BOSTON — David Price had yet another rough outing in perhaps one of the weirdest games we’ll see all season.
It’s hard to say all of Price’s 11 hits and five earned runs allowed against the Minnesota Twins on Saturday were a product of poor pitching, as the wind at Fenway Park was like something out of “The Wizard of Oz” for the first couple of innings. Price’s first run allowed in the first inning, for example, came after right fielder Robbie Grossman tripled on what would have been a routine fly ball.
Instead, the wind carried the sky-high fly, baffling right fielder Michael Martinez before it dropped.
“It was crazy,” Martinez said through a translator after the 11-9 loss. “When the fly ball goes into the sky, it turned into a twister of some sort, and you didn’t know where the ball was going to fall. I’ve never seen anything like that before.”
Price, however, wasn’t OK with using that as an excuse.
“(The wind) wasn’t a factor,” Price said. “If anything, it’s going to make my offspeed pitches move more, and I didn’t use it the right way. On days like that, you’ve got to get the ball on the ground, and I wasn’t able to do that.”
The left-hander put up a similar stat line Saturday to the one he posted in his previous start in New York, allowing five runs on 11 hits with four strikeouts and two walks against the Twins. And Price isn’t too thrilled with how 2016 has unfolded for him so far.
“It’s been terrible,” Price said. “This is not fun. It’s awful.”
Price harped on the things he usually does: that he hasn’t been making pitches and he hasn’t been executing. But, honestly, there’s not much more he can say. He was pretty strong from the third through the fifth inning, and when Price wasn’t sharp, he wasn’t executing his pitches.
But if there’s any consolation, it’s that Price hasn’t lost any confidence.
“I’m still confident in myself,” Price said. “Absolutely. I’d go out there and pitch (Sunday) if they’d let me. My confidence is not altered. I don’t listen to the outside noise. I know my teammates and the coaching staff, they have a lot of confidence in me. I haven’t really given them reason to have a lot of confidence in me this year. I’ve just got to pitch better.”
Here are some more notes from Saturday’s 11-9 loss.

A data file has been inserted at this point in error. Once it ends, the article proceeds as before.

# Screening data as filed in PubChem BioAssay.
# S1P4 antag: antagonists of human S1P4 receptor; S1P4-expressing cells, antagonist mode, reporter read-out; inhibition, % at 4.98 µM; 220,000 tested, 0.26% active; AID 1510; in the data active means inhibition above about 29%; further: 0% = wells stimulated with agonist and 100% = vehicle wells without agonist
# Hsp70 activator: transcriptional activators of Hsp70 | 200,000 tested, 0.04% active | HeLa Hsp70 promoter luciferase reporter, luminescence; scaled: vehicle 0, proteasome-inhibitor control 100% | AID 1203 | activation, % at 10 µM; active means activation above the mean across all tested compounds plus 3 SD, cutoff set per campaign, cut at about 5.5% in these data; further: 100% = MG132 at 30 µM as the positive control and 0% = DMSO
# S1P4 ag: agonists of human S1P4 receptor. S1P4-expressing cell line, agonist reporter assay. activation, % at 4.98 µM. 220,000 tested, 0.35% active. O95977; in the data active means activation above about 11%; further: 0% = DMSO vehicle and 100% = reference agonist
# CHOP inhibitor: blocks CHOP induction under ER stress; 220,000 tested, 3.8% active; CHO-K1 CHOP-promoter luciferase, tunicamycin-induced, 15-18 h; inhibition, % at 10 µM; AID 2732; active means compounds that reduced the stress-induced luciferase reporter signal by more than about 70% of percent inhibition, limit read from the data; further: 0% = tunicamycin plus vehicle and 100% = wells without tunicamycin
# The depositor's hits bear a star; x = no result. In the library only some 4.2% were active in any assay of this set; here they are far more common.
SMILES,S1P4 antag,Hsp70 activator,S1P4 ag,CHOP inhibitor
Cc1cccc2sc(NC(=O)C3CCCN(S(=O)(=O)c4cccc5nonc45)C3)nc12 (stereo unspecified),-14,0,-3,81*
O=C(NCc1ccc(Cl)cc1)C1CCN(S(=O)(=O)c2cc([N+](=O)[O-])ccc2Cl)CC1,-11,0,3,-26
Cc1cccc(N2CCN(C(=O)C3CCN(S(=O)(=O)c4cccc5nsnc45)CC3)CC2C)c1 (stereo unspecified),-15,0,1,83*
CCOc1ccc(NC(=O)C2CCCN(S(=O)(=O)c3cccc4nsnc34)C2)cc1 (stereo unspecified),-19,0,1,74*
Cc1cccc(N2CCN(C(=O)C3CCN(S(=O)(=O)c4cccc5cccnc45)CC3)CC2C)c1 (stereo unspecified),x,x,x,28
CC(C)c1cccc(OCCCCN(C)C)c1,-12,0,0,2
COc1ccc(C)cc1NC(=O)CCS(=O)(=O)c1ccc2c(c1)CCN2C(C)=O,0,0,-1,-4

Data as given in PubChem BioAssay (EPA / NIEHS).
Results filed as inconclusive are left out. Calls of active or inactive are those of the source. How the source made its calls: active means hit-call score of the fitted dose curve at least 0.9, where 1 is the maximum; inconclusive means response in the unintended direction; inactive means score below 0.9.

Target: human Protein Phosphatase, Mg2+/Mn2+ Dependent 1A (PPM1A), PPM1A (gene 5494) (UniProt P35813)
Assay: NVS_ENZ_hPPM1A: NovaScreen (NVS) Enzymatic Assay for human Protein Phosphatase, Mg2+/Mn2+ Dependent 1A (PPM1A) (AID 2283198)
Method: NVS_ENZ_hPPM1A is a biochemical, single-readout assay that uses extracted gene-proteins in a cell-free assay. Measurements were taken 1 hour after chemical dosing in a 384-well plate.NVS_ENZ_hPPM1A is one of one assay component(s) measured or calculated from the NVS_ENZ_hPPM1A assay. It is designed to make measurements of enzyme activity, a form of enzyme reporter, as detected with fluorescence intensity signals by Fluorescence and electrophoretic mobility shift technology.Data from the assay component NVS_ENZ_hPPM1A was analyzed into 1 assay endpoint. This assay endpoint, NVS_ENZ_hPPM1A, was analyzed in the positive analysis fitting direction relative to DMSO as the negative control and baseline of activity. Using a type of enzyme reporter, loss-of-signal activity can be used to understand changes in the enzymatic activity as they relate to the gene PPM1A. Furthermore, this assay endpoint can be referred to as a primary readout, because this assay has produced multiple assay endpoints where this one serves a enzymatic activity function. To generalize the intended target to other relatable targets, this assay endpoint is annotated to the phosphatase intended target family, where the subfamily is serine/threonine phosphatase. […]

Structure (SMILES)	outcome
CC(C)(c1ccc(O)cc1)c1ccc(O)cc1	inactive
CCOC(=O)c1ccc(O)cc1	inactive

— Heath Hembree, who was on the mound when the Twins took the lead in the seventh, was optioned to Triple-A Pawtucket following Saturday’s game. Red Sox manager John Farrell said the right-hander hasn’t looked confident since returning from the All-Star break.
“As good as Heath has been for the vast majority of this year, of really the whole first half, the four times out since the break has been the other side of that,” Farrell said.
The Red Sox will make a corresponding move Sunday, and Farrell said reliever Joe Kelly is “definitely in play” as a possible call-up.
— Despite the rough effort from Boston’s pitchers, it actually was a great night for the Red Sox offensively. Shortstop Xander Bogaerts stood out in particular, going 4-for-6 with a run and a double. It was his 16th game with at least three hits, tying fellow shortstop Francisco Lindor for the most in Major League Baseball.
— David Ortiz hit his 320th double at Fenway Park in the eighth inning, passing Ted Williams for second-most all-time at the 104-year-old stadium. The designated hitter probably won’t catch up to Carl Yastrzemski’s 382, but with the way this season is going for Big Papi, you never know.
— If you didn’t catch the game and didn’t see just how much of a factor the wind was, take a look at Bogaerts’ first at-bat of the contest.
However, Bogaerts still managed to hit a single.
Thumbnail photo via Bob DeChiara/USA TODAY Sports Images
Thumbnail photo via Jul 23, 2016; Boston, MA, USA; Boston Red Sox starting pitcher David Price (24) pitches during the first inning against the Minnesota Twins at Fenway Park. Mandatory Credit: Bob DeChiara-USA TODAY Sports